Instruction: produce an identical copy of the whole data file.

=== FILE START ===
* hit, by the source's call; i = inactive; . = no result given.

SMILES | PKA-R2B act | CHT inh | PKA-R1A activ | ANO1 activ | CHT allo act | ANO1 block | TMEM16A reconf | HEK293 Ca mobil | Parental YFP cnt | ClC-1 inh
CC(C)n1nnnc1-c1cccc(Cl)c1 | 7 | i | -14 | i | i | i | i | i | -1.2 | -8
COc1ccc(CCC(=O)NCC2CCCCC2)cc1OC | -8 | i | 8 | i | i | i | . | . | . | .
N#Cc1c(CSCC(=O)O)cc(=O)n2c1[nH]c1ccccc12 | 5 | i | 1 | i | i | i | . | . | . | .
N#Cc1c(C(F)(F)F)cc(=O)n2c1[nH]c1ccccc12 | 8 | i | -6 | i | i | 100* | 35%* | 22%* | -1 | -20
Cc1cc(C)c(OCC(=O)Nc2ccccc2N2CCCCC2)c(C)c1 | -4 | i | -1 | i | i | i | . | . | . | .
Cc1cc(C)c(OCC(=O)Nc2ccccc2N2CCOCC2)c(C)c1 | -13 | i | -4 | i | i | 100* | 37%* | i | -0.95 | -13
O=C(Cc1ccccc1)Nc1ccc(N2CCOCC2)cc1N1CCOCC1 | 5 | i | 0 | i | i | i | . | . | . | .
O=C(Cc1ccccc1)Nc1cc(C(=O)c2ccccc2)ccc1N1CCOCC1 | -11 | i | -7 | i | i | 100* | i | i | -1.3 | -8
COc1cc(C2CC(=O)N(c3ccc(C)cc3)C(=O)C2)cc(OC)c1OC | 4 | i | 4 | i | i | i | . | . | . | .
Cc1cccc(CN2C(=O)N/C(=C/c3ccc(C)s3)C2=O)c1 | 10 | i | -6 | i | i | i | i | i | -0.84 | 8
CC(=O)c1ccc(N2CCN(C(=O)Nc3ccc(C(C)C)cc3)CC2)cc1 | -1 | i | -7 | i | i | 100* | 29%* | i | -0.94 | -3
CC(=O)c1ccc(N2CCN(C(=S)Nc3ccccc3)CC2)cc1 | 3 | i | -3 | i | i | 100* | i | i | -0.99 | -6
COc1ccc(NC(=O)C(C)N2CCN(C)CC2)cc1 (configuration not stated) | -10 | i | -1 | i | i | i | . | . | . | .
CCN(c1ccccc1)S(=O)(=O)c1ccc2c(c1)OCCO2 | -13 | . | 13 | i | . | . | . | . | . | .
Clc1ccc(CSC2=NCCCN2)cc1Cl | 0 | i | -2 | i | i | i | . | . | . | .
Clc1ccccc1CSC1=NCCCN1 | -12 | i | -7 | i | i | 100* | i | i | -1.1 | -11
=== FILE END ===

* hit, by the source's call; i = inactive; . = no result given.

SMILES | PKA-R2B act | CHT inh | PKA-R1A activ | ANO1 activ | CHT allo act | ANO1 block | TMEM16A reconf | HEK293 Ca mobil | Parental YFP cnt | ClC-1 inh
CC(C)n1nnnc1-c1cccc(Cl)c1 | 7 | i | -14 | i | i | i | i | i | -1.2 | -8
COc1ccc(CCC(=O)NCC2CCCCC2)cc1OC | -8 | i | 8 | i | i | i | . | . | . | .
N#Cc1c(CSCC(=O)O)cc(=O)n2c1[nH]c1ccccc12 | 5 | i | 1 | i | i | i | . | . | . | .
N#Cc1c(C(F)(F)F)cc(=O)n2c1[nH]c1ccccc12 | 8 | i | -6 | i | i | 100* | 35%* | 22%* | -1 | -20
Cc1cc(C)c(OCC(=O)Nc2ccccc2N2CCCCC2)c(C)c1 | -4 | i | -1 | i | i | i | . | . | . | .
Cc1cc(C)c(OCC(=O)Nc2ccccc2N2CCOCC2)c(C)c1 | -13 | i | -4 | i | i | 100* | 37%* | i | -0.95 | -13
O=C(Cc1ccccc1)Nc1ccc(N2CCOCC2)cc1N1CCOCC1 | 5 | i | 0 | i | i | i | . | . | . | .
O=C(Cc1ccccc1)Nc1cc(C(=O)c2ccccc2)ccc1N1CCOCC1 | -11 | i | -7 | i | i | 100* | i | i | -1.3 | -8
COc1cc(C2CC(=O)N(c3ccc(C)cc3)C(=O)C2)cc(OC)c1OC | 4 | i | 4 | i | i | i | . | . | . | .
Cc1cccc(CN2C(=O)N/C(=C/c3ccc(C)s3)C2=O)c1 | 10 | i | -6 | i | i | i | i | i | -0.84 | 8
CC(=O)c1ccc(N2CCN(C(=O)Nc3ccc(C(C)C)cc3)CC2)cc1 | -1 | i | -7 | i | i | 100* | 29%* | i | -0.94 | -3
CC(=O)c1ccc(N2CCN(C(=S)Nc3ccccc3)CC2)cc1 | 3 | i | -3 | i | i | 100* | i | i | -0.99 | -6
COc1ccc(NC(=O)C(C)N2CCN(C)CC2)cc1 (configuration not stated) | -10 | i | -1 | i | i | i | . | . | . | .
CCN(c1ccccc1)S(=O)(=O)c1ccc2c(c1)OCCO2 | -13 | . | 13 | i | . | . | . | . | . | .
Clc1ccc(CSC2=NCCCN2)cc1Cl | 0 | i | -2 | i | i | i | . | . | . | .
Clc1ccccc1CSC1=NCCCN1 | -12 | i | -7 | i | i | 100* | i | i | -1.1 | -11